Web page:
Books Like Lord of the Flies

Instructor: Vivian Davis

Vivian has a PhD in English literature.

If you liked ''Lord of the Flies'', you're in for a treat. This lesson offers a handy list of books similar to William Golding's 1954 classic. We'll explore predecessors of ''Lord of the Flies'' as well as contemporary alternatives to the novel. A short quiz will follow.

Introduction to Lord of the Flies

William Golding's Lord of the Flies offers its readers a twisted tale of school boys gone wild. After crash landing on a deserted island, a small group of British kids find themselves marooned with absolutely no parental supervision. While at first the boys manage to survive on their own, a power struggle soon erupts over who will call the shots on their tiny island home. When a schism finally splits the boys into two warring factions, more than a little savagery and gore ensues. Chaos descends upon the island and human blood is spilled. Though the novel's focus is on a group of seemingly innocent school children, Golding's novel offers a murderous glimpse of what he sees as the dark heart of human nature.

In this lesson, we'll look at a handful of books that anticipate, echo, or implicitly critique the major themes and characteristics of Golding's novel. We'll primarily focus on the novel's tropical setting, its adolescent characters, and the book's pessimistic view of human nature.

Robinson Crusoe by Daniel Defoe (1719)

If you enjoyed the desert island setting of Lord of the Flies, you should consider cracking open one of the novel's predecessors: Robinson Crusoe. Daniel Defoe's best-selling early novel chronicles the adventures of a shipwrecked mariner. It's the original desert island survival story, and it spawned an entire genre that is known today as the Robinsonade. Unlike Lord of the Flies, however, Defoe's books offers us a protagonist who never devolves into the kind of savagery we see in Golding's book. In fact, Crusoe's experience is quite the opposite. He builds a cozy home, successfully cultivates crops, turns a native islander into his own personal manservant, and eventually turns the island into a booming plantation. Love him or hate him, Robinson Crusoe is the ultimate colonizer and Christian crusader, and Defoe's book is positively optimistic about human's relationship to nature.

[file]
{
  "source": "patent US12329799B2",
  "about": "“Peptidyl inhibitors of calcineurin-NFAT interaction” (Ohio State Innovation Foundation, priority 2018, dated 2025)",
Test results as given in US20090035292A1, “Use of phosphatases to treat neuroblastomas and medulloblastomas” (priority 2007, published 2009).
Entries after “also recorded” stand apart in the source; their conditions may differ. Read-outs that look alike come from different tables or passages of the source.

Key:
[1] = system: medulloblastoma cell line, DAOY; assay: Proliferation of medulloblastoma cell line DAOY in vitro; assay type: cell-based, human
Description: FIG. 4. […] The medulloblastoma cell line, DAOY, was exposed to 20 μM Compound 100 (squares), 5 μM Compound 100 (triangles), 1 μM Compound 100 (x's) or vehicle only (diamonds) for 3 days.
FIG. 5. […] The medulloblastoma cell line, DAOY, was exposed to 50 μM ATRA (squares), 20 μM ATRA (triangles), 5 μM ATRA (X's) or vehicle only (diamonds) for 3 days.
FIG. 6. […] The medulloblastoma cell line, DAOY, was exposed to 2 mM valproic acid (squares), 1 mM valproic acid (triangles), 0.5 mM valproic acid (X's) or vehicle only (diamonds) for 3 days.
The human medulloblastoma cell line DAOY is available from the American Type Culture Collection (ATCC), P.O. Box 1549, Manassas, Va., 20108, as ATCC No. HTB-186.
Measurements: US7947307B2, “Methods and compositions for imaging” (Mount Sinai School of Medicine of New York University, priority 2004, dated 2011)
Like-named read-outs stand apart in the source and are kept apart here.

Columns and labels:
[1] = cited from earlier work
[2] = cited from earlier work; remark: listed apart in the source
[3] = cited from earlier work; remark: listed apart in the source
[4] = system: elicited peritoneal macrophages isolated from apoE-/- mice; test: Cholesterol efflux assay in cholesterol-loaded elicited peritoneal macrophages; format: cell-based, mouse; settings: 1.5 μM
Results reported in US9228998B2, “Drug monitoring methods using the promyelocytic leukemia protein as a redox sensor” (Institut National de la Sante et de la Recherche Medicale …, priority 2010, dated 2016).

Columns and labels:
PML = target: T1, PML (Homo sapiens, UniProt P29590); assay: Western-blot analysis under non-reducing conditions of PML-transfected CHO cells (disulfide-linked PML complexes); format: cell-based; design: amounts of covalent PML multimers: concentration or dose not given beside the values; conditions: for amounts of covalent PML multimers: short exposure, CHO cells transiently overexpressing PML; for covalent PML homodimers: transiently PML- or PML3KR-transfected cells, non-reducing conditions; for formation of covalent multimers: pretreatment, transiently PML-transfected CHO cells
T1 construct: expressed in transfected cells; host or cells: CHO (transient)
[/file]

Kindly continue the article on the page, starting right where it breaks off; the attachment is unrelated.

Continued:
The Coral Island: A Tale of the Pacific Ocean by R.M. Ballantyne (1857)

If you conquer Crusoe and are still itching to tackle one of Lord of the Flies' predecessors, take a spin through R.M. Ballantyne's The Coral Island: A Tale of the Pacific Ocean. The novel is influenced by 18th century desert island stories like Robinson Crusoe, but the protagonists are three young children. Like Crusoe, the kids in Ballantyne's book survive and thrive in their tropical paradise, and the novel similarly extols the civilizing effects of Christianity. The book was, after all, written for Victorian schoolchildren. Golding was inspired by Ballantyne's book to write Lord of the Flies, and critics have long pointed out that Golding's much darker, bloodier novel is in many ways a critique of Ballantyne's rosy story. Cool tidbit: The narrator of Ballantyne's book is named Ralph. The protagonist of Lord of the Flies? Also named Ralph.

The Island of Dr. Moreau by H.G. Wells (1896)

H.G. Wells' late 19th century science fiction classic The Island of Dr. Moreau shares with Lord of the Flies a dark view of human nature; it's also got a tropical setting and plenty of bloody violence. In Wells' novel, a man is castaway on a remote island and soon discovers the laboratory of a deranged scientist named Dr. Moreau. Moreau's experiments are at first a mystery to our traveler, but our protagonist eventually learns that Moreau likes to play God; that is, the good doctor's scientific inquiries involve pain, suffering, and blurring the line between human and animal. If you're looking for a novel that plumbs the depths of human cruelty and questions the cost of scientific advancement, this read is definitely for you.

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